Conflict Theory


A theory propounded by Karl Marx that claims society is in a state of perpetual conflict due to competition for limited resources. Conflict theory holds that social order is maintained by domination and power, rather than consensus and conformity. According to conflict theory, those with wealth and power try to hold on to it by any means possible, chiefly by suppressing the poor and powerless. Conflict theory also ascribes most of the fundamental developments in human history, such as democracy and civil rights, to capitalistic attempts to control the masses rather than to a desire for social order.

Conflict theory has been used to explain a wide range of social phenomena, including wars and revolutions, wealth and poverty, discrimination and domestic violence.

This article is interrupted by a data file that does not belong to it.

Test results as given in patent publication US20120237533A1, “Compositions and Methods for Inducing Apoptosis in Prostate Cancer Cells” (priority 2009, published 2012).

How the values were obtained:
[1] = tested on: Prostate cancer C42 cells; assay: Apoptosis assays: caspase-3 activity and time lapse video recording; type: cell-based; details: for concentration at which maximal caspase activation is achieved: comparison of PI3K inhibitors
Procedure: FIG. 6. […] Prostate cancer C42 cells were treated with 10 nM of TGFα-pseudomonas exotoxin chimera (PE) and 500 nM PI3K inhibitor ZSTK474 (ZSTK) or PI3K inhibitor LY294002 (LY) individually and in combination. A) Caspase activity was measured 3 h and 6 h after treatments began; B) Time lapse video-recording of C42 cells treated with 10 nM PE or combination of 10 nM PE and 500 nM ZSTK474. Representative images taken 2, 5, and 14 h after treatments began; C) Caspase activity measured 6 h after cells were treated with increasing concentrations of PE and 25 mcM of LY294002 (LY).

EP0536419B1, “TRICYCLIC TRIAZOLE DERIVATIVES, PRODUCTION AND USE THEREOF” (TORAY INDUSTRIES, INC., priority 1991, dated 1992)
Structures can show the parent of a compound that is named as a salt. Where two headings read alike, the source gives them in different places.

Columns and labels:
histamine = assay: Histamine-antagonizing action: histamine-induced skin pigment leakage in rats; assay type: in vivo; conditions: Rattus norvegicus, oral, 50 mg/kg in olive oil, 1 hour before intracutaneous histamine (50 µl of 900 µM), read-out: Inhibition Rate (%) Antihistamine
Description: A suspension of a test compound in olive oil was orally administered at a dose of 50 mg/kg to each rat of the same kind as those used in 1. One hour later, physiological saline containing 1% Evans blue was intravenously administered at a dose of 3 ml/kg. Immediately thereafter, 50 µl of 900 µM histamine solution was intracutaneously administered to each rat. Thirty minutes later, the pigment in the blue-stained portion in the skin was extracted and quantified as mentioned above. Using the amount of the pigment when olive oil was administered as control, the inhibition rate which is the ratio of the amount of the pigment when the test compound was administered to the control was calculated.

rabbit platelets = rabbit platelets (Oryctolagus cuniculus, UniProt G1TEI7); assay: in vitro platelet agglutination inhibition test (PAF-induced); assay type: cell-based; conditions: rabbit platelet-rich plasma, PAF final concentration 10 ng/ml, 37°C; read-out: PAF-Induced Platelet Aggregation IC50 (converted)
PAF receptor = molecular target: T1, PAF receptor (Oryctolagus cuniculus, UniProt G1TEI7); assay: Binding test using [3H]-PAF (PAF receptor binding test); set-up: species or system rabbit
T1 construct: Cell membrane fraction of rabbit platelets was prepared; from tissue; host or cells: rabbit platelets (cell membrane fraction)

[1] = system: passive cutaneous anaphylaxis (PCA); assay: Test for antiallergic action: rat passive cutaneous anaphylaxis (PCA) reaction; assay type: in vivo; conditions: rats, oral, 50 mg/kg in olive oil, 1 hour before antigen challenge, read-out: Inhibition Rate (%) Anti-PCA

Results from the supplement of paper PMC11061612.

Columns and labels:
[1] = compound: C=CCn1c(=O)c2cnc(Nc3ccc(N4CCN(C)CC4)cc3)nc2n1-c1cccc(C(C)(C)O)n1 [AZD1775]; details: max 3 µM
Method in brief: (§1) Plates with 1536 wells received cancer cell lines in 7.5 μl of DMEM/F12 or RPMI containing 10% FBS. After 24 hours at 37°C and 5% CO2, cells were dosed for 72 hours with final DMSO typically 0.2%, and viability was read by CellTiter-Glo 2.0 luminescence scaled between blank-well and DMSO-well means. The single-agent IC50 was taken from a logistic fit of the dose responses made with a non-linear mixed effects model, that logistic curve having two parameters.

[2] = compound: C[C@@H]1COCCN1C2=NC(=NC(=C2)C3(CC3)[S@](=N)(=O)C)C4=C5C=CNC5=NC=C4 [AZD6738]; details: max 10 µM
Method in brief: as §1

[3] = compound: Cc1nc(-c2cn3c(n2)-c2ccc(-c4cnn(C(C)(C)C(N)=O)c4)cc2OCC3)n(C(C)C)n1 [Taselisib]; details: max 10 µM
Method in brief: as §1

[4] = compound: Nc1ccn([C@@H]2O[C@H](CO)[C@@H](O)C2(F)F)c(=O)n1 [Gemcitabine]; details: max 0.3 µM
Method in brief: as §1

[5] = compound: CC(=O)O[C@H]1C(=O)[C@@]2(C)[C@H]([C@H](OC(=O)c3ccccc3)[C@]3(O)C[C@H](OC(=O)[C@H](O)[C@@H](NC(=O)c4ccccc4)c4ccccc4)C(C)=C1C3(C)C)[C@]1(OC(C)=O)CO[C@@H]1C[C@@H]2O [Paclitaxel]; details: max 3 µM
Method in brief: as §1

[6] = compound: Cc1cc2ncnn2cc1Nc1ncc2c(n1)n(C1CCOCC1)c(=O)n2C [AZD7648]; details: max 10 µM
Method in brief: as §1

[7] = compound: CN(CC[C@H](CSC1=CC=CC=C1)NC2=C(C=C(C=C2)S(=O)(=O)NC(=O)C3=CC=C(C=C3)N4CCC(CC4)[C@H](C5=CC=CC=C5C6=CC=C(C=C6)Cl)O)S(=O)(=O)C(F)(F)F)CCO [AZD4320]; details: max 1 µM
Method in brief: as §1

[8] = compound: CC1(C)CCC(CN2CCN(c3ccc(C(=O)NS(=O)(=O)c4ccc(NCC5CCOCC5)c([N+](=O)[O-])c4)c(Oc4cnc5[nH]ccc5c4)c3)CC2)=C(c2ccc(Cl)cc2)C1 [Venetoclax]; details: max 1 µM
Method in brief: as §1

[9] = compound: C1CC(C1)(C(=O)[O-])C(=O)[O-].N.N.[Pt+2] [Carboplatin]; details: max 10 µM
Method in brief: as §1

The financial crisis of 2008-09 and the subsequent bank bailouts are good examples of real-life conflict theory, according to authors Alan Sears and James Cairns in their book “A Good Book, in Theory”. Conflict theory proponents view the financial crisis as the inevitable outcome of the inequalities and instabilities that plague Western societies, since the present structure of the global economic system enables the largest banks and institutions to avoid government oversight and take huge risks that only reward a select few. Sears and Cairns note that large banks and big business subsequently received bailout from the same governments that claim to have insufficient funds for large-scale social programs such as universal healthcare. This dichotomy supports a fundamental assumption of conflict theory, which is that mainstream political institutions and cultural practices favor dominant groups and individuals.

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